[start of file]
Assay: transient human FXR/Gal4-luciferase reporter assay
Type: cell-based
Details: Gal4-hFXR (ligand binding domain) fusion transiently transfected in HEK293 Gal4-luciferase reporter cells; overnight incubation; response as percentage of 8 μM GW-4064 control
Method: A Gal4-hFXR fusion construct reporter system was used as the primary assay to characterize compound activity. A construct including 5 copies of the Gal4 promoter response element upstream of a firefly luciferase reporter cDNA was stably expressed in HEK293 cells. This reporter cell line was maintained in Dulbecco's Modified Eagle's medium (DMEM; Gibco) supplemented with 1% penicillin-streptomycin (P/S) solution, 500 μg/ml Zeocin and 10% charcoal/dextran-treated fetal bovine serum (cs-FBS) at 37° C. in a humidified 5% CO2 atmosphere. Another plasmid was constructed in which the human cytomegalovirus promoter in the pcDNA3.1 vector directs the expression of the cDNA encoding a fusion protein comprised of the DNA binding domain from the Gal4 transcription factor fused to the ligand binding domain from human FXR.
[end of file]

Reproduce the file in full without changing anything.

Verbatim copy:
Assay: transient human FXR/Gal4-luciferase reporter assay
Type: cell-based
Details: Gal4-hFXR (ligand binding domain) fusion transiently transfected in HEK293 Gal4-luciferase reporter cells; overnight incubation; response as percentage of 8 μM GW-4064 control
Method: A Gal4-hFXR fusion construct reporter system was used as the primary assay to characterize compound activity. A construct including 5 copies of the Gal4 promoter response element upstream of a firefly luciferase reporter cDNA was stably expressed in HEK293 cells. This reporter cell line was maintained in Dulbecco's Modified Eagle's medium (DMEM; Gibco) supplemented with 1% penicillin-streptomycin (P/S) solution, 500 μg/ml Zeocin and 10% charcoal/dextran-treated fetal bovine serum (cs-FBS) at 37° C. in a humidified 5% CO2 atmosphere. Another plasmid was constructed in which the human cytomegalovirus promoter in the pcDNA3.1 vector directs the expression of the cDNA encoding a fusion protein comprised of the DNA binding domain from the Gal4 transcription factor fused to the ligand binding domain from human FXR.